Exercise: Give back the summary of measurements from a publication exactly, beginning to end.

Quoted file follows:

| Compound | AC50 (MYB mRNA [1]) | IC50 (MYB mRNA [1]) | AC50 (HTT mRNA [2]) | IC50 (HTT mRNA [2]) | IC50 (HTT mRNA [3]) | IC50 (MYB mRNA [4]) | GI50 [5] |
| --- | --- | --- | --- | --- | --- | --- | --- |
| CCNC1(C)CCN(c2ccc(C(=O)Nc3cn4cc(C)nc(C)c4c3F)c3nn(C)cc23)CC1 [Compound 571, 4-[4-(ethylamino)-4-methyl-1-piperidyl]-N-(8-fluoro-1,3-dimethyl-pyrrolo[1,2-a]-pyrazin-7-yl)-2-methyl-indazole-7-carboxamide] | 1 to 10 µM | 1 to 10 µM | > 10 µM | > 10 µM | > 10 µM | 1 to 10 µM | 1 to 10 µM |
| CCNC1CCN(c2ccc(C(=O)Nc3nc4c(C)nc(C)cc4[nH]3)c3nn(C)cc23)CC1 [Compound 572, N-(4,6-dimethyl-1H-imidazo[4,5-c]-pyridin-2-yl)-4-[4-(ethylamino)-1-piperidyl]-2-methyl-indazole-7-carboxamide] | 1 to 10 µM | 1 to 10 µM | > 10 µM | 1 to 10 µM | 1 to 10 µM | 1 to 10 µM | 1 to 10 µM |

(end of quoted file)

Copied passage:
| Compound | AC50 (MYB mRNA [1]) | IC50 (MYB mRNA [1]) | AC50 (HTT mRNA [2]) | IC50 (HTT mRNA [2]) | IC50 (HTT mRNA [3]) | IC50 (MYB mRNA [4]) | GI50 [5] |
| --- | --- | --- | --- | --- | --- | --- | --- |
| CCNC1(C)CCN(c2ccc(C(=O)Nc3cn4cc(C)nc(C)c4c3F)c3nn(C)cc23)CC1 [Compound 571, 4-[4-(ethylamino)-4-methyl-1-piperidyl]-N-(8-fluoro-1,3-dimethyl-pyrrolo[1,2-a]-pyrazin-7-yl)-2-methyl-indazole-7-carboxamide] | 1 to 10 µM | 1 to 10 µM | > 10 µM | > 10 µM | > 10 µM | 1 to 10 µM | 1 to 10 µM |
| CCNC1CCN(c2ccc(C(=O)Nc3nc4c(C)nc(C)cc4[nH]3)c3nn(C)cc23)CC1 [Compound 572, N-(4,6-dimethyl-1H-imidazo[4,5-c]-pyridin-2-yl)-4-[4-(ethylamino)-1-piperidyl]-2-methyl-indazole-7-carboxamide] | 1 to 10 µM | 1 to 10 µM | > 10 µM | 1 to 10 µM | 1 to 10 µM | 1 to 10 µM | 1 to 10 µM |